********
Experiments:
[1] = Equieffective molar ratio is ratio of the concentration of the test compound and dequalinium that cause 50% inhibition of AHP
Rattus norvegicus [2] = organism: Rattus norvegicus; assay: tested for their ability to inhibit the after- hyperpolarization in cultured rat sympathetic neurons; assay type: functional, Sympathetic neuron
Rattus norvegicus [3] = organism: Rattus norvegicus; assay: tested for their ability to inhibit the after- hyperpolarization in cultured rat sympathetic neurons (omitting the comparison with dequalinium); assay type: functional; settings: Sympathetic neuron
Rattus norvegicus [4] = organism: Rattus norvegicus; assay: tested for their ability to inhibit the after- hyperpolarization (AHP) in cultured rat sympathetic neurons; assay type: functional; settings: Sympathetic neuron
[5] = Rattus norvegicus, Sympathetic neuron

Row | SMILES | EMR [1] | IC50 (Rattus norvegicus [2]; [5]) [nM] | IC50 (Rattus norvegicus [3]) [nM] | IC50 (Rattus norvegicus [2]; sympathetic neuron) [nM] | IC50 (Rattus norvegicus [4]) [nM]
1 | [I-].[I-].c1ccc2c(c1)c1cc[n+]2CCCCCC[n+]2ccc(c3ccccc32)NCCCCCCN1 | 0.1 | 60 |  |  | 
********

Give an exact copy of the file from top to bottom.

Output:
Experiments:
[1] = Equieffective molar ratio is ratio of the concentration of the test compound and dequalinium that cause 50% inhibition of AHP
Rattus norvegicus [2] = organism: Rattus norvegicus; assay: tested for their ability to inhibit the after- hyperpolarization in cultured rat sympathetic neurons; assay type: functional, Sympathetic neuron
Rattus norvegicus [3] = organism: Rattus norvegicus; assay: tested for their ability to inhibit the after- hyperpolarization in cultured rat sympathetic neurons (omitting the comparison with dequalinium); assay type: functional; settings: Sympathetic neuron
Rattus norvegicus [4] = organism: Rattus norvegicus; assay: tested for their ability to inhibit the after- hyperpolarization (AHP) in cultured rat sympathetic neurons; assay type: functional; settings: Sympathetic neuron
[5] = Rattus norvegicus, Sympathetic neuron

Row | SMILES | EMR [1] | IC50 (Rattus norvegicus [2]; [5]) [nM] | IC50 (Rattus norvegicus [3]) [nM] | IC50 (Rattus norvegicus [2]; sympathetic neuron) [nM] | IC50 (Rattus norvegicus [4]) [nM]
1 | [I-].[I-].c1ccc2c(c1)c1cc[n+]2CCCCCC[n+]2ccc(c3ccccc32)NCCCCCCN1 | 0.1 | 60 |  |  | 